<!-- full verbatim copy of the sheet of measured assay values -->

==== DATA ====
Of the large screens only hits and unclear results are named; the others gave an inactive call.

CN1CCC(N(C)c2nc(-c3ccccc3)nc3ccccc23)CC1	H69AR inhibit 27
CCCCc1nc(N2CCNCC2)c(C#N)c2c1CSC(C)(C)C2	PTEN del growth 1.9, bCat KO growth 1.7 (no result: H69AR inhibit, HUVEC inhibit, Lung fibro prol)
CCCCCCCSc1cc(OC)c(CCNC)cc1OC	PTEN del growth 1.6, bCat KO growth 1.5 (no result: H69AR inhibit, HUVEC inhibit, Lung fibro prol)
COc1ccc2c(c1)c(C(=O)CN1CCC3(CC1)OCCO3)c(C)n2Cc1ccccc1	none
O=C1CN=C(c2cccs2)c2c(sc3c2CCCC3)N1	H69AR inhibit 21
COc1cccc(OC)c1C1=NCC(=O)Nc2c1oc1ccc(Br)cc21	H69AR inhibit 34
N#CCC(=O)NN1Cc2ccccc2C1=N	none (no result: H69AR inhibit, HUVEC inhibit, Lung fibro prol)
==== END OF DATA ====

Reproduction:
Of the large screens only hits and unclear results are named; the others gave an inactive call.

CN1CCC(N(C)c2nc(-c3ccccc3)nc3ccccc23)CC1	H69AR inhibit 27
CCCCc1nc(N2CCNCC2)c(C#N)c2c1CSC(C)(C)C2	PTEN del growth 1.9, bCat KO growth 1.7 (no result: H69AR inhibit, HUVEC inhibit, Lung fibro prol)
CCCCCCCSc1cc(OC)c(CCNC)cc1OC	PTEN del growth 1.6, bCat KO growth 1.5 (no result: H69AR inhibit, HUVEC inhibit, Lung fibro prol)
COc1ccc2c(c1)c(C(=O)CN1CCC3(CC1)OCCO3)c(C)n2Cc1ccccc1	none
O=C1CN=C(c2cccs2)c2c(sc3c2CCCC3)N1	H69AR inhibit 21
COc1cccc(OC)c1C1=NCC(=O)Nc2c1oc1ccc(Br)cc21	H69AR inhibit 34
N#CCC(=O)NN1Cc2ccccc2C1=N	none (no result: H69AR inhibit, HUVEC inhibit, Lung fibro prol)